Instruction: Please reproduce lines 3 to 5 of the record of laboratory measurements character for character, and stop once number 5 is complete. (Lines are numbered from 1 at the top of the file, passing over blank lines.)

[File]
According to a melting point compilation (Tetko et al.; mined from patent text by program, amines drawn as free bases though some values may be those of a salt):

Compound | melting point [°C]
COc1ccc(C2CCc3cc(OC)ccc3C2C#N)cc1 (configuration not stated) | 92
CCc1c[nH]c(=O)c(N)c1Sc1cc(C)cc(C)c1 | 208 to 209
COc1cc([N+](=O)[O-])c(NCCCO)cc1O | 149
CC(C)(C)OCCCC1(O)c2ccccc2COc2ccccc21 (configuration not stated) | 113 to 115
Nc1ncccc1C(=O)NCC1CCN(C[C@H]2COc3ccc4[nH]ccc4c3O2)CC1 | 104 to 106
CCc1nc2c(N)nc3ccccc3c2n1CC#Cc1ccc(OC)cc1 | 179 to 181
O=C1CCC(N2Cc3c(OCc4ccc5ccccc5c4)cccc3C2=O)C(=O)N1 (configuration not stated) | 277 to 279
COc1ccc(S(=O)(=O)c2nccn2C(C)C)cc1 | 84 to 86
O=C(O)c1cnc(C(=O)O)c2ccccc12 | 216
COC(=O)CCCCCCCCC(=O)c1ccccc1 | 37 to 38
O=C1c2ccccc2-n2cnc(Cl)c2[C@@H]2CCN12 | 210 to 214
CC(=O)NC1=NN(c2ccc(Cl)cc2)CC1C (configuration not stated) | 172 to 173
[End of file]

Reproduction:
COc1ccc(C2CCc3cc(OC)ccc3C2C#N)cc1 (configuration not stated) | 92
CCc1c[nH]c(=O)c(N)c1Sc1cc(C)cc(C)c1 | 208 to 209
COc1cc([N+](=O)[O-])c(NCCCO)cc1O | 149